The FDIC has announced a series of steps intended to provide regulatory relief to financial institutions and facilitate recovery in Louisa County, Virginia, which was affected by an earthquake.
Statement of Applicability to Institutions with Total Assets of Less Than $1 Billion: This Financial Institution Letter applies to all FDIC-supervised financial institutions.
An earthquake caused significant property damage in Louisa County, Virginia, from August 23 to October 25, 2011.
A federal disaster for Louisa County, Virginia, was declared on November 4, 2011. Additional designations may be made after damage assessments are completed in the affected area. A current list of designated areas is available at www.fema.gov.
The FDIC is encouraging banks to work constructively with borrowers experiencing difficulties beyond their control because of damage caused by the earthquake.
Extending repayment terms, restructuring existing loans, or easing terms for new loans, if done in a manner consistent with sound banking practices, can contribute to the health of the local community and serve the long-term interests of the lending institution.
Banks may receive favorable Community Reinvestment Act consideration for community development loans, investments, and services in support of disaster recovery.
The FDIC also will consider regulatory relief from certain filing and publishing requirements.
Paper copies may be obtained through the FDIC's Public Information Center, 3501 Fairfax Drive, E-1002, Arlington, VA 22226 (877-275-3342 or 703-562-2200).
Supervisory Practices Regarding Depository Institutions and Borrowers Affected by An Earthquake In Louisa County, Virginia
The Federal Deposit Insurance Corporation (FDIC) recognizes the serious impact of the earthquake on customers and operations of financial institutions in Virginia and will provide regulatory assistance to institutions subject to its supervision. These initiatives will provide regulatory relief and facilitate recovery. The FDIC encourages depository institutions in the affected area to meet the financial services needs of their communities.
The affected area in Virginia is Louisa County.
Lending: Bankers should work constructively with borrowers in communities affected by the earthquake. The FDIC realizes the effects of natural disasters on local businesses and individuals are often transitory, and prudent efforts to adjust or alter terms on existing loans in the affected area should not be subject to examiner criticism. In supervising institutions affected by the earthquake, the FDIC will consider the unusual circumstances they face. The FDIC recognizes that efforts to work with borrowers in communities under stress can be consistent with safe-and-sound banking practices as well as in the public interest.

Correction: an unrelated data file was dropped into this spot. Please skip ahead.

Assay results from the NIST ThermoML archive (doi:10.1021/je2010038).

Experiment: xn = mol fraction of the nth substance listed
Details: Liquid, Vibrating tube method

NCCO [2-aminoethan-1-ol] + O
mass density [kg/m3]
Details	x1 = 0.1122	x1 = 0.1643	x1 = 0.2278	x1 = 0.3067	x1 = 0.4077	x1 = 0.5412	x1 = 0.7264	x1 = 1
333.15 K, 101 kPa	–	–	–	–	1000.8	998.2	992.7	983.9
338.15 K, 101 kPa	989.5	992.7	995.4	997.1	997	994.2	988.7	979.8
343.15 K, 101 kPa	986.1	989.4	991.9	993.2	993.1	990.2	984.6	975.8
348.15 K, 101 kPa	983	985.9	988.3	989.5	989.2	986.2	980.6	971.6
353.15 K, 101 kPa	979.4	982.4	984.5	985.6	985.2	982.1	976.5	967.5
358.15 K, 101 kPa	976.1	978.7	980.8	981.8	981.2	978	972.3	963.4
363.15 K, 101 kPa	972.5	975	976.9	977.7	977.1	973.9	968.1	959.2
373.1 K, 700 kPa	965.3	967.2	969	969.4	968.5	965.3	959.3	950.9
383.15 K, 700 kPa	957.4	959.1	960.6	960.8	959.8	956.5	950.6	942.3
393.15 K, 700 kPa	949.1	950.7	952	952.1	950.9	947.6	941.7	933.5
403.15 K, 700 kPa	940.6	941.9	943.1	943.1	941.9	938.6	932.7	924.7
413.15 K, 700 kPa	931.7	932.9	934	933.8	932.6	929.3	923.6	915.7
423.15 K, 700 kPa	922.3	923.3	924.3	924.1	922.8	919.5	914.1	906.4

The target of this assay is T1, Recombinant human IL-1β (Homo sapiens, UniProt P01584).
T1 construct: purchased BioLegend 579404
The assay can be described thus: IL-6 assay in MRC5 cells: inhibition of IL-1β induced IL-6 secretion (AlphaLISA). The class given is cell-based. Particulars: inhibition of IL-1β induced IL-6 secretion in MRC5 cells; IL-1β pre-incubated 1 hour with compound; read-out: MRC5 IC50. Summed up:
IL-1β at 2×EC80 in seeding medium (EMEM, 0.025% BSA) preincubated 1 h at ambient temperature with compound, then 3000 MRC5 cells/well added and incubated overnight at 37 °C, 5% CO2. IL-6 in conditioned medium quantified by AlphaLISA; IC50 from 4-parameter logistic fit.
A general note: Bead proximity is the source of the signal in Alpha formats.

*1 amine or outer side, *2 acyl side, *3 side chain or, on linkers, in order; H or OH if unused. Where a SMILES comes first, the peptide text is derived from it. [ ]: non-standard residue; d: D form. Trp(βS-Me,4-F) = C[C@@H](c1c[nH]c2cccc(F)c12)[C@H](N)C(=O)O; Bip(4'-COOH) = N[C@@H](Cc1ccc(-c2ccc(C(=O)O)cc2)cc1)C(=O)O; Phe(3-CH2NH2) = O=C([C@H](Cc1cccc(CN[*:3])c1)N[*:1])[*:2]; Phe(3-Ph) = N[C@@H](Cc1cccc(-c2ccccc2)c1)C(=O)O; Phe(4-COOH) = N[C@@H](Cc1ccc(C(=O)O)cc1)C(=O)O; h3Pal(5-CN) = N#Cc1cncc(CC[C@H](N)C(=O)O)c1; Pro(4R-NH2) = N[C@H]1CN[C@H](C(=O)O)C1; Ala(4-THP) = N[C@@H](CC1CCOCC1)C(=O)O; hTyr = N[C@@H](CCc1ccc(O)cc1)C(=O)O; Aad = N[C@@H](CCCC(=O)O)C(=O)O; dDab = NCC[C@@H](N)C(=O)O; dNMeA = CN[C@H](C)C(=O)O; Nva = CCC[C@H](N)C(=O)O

Community Reinvestment Act (CRA): Financial institutions may receive CRA consideration for community development loans, investments, or services that revitalize or stabilize federally designated disaster areas in their assessment areas or in the states or regions that include their assessment areas. For additional information, institutions should review the Interagency Questions and Answers Regarding Community Reinvestment at http://www.ffiec.gov/cra/pdf/2010-4903.pdf at Section 12(g)(4)(ii). For help in identifying community development activities to revitalize or stabilize a disaster area, financial institutions can contact their regional Community Affairs Officer (see http://www.fdic.gov/consumers/community/offices.html).
Investments: Bankers should monitor municipal securities and loans affected by the earthquake. The FDIC realizes local government projects may be negatively affected. Appropriate monitoring and prudent efforts to stabilize such investments are encouraged.
Reporting Requirements: FDIC-supervised institutions affected by the earthquake should notify the Atlanta Regional Office if they expect a delay in filing Reports of Income and Condition or other reports. The FDIC will evaluate any causes beyond the control of a reporting institution when considering the length of an acceptable delay.
Publishing Requirements: The FDIC understands the damage caused by the earthquake may affect compliance with publishing and other requirements for branch closings, relocations, and temporary facilities under various laws and regulations. Banks experiencing disaster-related difficulties in complying with any publishing or other requirements should contact the Atlanta Regional Office.
Consumer Laws: Regarding consumer loans, Regulation Z provides consumers an option to waive or modify the three-day rescission period when a "bona fide personal financial emergency" exists. To exercise this option, the consumer must provide the lender with a statement describing the emergency in accordance with the regulation.
Temporary Banking Facilities: The Atlanta Regional Office will expedite any request to operate temporary banking facilities by an institution whose offices have been damaged or that desires to provide more convenient availability of services to those affected by the earthquake. In most cases, a telephone notice to the FDIC will suffice initially. Necessary written notification can be submitted later.